Making Movies

Making Movies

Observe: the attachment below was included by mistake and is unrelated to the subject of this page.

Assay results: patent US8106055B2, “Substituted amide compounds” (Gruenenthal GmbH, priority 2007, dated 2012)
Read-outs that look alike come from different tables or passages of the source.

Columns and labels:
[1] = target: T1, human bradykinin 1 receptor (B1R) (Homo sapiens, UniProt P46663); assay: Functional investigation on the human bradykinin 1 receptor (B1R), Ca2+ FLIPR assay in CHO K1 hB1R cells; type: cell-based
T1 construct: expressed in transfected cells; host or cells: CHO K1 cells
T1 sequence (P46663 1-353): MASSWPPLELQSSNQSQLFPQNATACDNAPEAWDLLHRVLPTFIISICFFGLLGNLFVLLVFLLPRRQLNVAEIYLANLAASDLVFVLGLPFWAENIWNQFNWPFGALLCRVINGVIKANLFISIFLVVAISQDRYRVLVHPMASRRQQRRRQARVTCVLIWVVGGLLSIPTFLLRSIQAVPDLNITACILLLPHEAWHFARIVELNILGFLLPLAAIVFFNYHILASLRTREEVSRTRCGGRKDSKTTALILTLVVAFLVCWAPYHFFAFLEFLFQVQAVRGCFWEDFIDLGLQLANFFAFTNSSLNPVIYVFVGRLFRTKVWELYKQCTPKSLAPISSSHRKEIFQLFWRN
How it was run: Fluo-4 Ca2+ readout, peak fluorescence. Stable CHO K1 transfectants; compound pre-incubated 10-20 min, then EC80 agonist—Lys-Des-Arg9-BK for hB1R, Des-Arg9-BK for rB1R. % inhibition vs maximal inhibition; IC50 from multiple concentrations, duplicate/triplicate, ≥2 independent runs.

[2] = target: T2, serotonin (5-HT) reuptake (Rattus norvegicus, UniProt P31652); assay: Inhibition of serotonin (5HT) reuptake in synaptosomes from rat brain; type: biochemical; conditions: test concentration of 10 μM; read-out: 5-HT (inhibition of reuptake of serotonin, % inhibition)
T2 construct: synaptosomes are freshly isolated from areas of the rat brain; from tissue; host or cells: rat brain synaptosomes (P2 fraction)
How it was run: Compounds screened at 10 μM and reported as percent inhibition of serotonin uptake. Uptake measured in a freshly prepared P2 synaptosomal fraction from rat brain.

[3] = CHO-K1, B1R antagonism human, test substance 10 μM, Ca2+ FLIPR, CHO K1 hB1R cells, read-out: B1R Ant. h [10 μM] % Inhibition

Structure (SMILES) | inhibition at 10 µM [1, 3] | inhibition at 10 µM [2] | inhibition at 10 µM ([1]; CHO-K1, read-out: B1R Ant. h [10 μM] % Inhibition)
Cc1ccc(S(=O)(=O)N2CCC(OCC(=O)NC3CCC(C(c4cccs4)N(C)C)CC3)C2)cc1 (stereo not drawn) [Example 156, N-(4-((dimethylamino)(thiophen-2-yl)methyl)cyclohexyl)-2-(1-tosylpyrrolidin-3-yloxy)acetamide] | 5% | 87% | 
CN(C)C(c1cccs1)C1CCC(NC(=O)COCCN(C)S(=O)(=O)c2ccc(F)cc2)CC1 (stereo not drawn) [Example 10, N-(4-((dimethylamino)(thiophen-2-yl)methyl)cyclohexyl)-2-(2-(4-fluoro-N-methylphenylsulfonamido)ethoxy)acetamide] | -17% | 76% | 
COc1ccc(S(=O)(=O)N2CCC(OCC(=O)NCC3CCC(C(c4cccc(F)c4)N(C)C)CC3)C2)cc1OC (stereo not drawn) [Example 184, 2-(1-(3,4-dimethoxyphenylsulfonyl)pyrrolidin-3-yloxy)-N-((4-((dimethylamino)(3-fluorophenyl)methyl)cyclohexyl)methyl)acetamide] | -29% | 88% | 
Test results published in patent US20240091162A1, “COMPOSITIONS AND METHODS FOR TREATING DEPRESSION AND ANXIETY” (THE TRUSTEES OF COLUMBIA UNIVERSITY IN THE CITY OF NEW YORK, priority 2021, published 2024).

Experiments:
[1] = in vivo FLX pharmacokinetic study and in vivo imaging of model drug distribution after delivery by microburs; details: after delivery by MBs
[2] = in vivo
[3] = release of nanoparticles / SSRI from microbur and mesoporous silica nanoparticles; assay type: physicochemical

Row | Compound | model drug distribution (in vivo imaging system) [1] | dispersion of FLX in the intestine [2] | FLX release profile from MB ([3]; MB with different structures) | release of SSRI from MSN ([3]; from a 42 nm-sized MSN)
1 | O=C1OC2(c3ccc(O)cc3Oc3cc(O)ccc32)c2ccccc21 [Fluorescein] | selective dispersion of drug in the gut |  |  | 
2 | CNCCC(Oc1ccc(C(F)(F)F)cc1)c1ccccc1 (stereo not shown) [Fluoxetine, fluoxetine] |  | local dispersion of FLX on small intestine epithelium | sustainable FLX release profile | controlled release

After their second album, Communique was considered by some critics to be too subtle and too close to the band’s stellar self-titled debut album, singer-guitarist Mark Knopfler set out to write a few tunes that exhibited his ambitions as a songwriter. His brother David departed the group, leaving even more room for Knopfler to fill. He responded with his tightest and strongest set of tunes to date. “Tunnel of Love,” “Romeo and Juliet” and “Skateaway,” which comprised the album’s first side, come together as a stirring suite that use all the dynamics at hand to deliver an emotive punch every bit the equal to the stories Knopfler told with the lyrics and with his impeccably expressive lead guitar playing. His leaning towards Dylan’s folk ghosts were met with a Springsteen-esque sense of purpose. The album’s second side flowed differently: as distinct songs that each shined their spotlights on different aspects of the group. Even at five minutes, “Expresso Love” had the feel of a hit single. “Hand In Hand” turned to the piano for a ballad. “Solid Rock” worked off a bar-band strut. Hard to believe, their most successful album was yet to come.


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